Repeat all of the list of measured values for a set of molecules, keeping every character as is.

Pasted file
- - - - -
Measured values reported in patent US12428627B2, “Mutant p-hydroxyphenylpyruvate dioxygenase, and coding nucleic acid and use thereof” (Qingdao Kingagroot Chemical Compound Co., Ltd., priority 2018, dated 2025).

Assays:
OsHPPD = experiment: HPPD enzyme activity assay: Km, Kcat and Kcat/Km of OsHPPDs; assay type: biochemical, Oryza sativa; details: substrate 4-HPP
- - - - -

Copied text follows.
Measured values reported in patent US12428627B2, “Mutant p-hydroxyphenylpyruvate dioxygenase, and coding nucleic acid and use thereof” (Qingdao Kingagroot Chemical Compound Co., Ltd., priority 2018, dated 2025).

Assays:
OsHPPD = experiment: HPPD enzyme activity assay: Km, Kcat and Kcat/Km of OsHPPDs; assay type: biochemical, Oryza sativa; details: substrate 4-HPP